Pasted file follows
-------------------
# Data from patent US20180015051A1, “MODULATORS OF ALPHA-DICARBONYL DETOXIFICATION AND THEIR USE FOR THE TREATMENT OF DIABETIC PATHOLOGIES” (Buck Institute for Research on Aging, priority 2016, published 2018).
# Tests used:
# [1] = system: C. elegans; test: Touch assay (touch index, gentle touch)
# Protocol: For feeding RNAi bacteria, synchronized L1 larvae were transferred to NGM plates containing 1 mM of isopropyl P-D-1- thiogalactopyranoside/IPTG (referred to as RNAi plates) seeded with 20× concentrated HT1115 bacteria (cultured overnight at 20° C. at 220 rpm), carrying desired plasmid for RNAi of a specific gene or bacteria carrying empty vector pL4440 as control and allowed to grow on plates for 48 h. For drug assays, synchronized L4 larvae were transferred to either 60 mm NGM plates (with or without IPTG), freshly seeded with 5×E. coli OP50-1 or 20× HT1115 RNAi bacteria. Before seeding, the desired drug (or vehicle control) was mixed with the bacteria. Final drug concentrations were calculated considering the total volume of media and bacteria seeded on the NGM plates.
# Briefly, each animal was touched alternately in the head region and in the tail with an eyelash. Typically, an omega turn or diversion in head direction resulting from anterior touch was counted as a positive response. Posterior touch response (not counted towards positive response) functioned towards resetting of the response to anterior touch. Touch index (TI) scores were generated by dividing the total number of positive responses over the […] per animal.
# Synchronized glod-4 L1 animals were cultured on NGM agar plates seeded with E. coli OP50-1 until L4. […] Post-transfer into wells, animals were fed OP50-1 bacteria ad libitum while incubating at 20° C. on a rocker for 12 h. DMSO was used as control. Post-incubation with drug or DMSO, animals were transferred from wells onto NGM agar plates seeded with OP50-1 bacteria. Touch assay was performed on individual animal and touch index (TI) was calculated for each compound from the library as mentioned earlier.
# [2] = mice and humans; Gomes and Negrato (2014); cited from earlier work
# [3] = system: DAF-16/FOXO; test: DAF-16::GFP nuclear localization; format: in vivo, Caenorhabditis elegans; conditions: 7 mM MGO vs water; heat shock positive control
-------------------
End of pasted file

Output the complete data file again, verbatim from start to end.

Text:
# Data from patent US20180015051A1, “MODULATORS OF ALPHA-DICARBONYL DETOXIFICATION AND THEIR USE FOR THE TREATMENT OF DIABETIC PATHOLOGIES” (Buck Institute for Research on Aging, priority 2016, published 2018).
# Tests used:
# [1] = system: C. elegans; test: Touch assay (touch index, gentle touch)
# Protocol: For feeding RNAi bacteria, synchronized L1 larvae were transferred to NGM plates containing 1 mM of isopropyl P-D-1- thiogalactopyranoside/IPTG (referred to as RNAi plates) seeded with 20× concentrated HT1115 bacteria (cultured overnight at 20° C. at 220 rpm), carrying desired plasmid for RNAi of a specific gene or bacteria carrying empty vector pL4440 as control and allowed to grow on plates for 48 h. For drug assays, synchronized L4 larvae were transferred to either 60 mm NGM plates (with or without IPTG), freshly seeded with 5×E. coli OP50-1 or 20× HT1115 RNAi bacteria. Before seeding, the desired drug (or vehicle control) was mixed with the bacteria. Final drug concentrations were calculated considering the total volume of media and bacteria seeded on the NGM plates.
# Briefly, each animal was touched alternately in the head region and in the tail with an eyelash. Typically, an omega turn or diversion in head direction resulting from anterior touch was counted as a positive response. Posterior touch response (not counted towards positive response) functioned towards resetting of the response to anterior touch. Touch index (TI) scores were generated by dividing the total number of positive responses over the […] per animal.
# Synchronized glod-4 L1 animals were cultured on NGM agar plates seeded with E. coli OP50-1 until L4. […] Post-transfer into wells, animals were fed OP50-1 bacteria ad libitum while incubating at 20° C. on a rocker for 12 h. DMSO was used as control. Post-incubation with drug or DMSO, animals were transferred from wells onto NGM agar plates seeded with OP50-1 bacteria. Touch assay was performed on individual animal and touch index (TI) was calculated for each compound from the library as mentioned earlier.
# [2] = mice and humans; Gomes and Negrato (2014); cited from earlier work
# [3] = system: DAF-16/FOXO; test: DAF-16::GFP nuclear localization; format: in vivo, Caenorhabditis elegans; conditions: 7 mM MGO vs water; heat shock positive control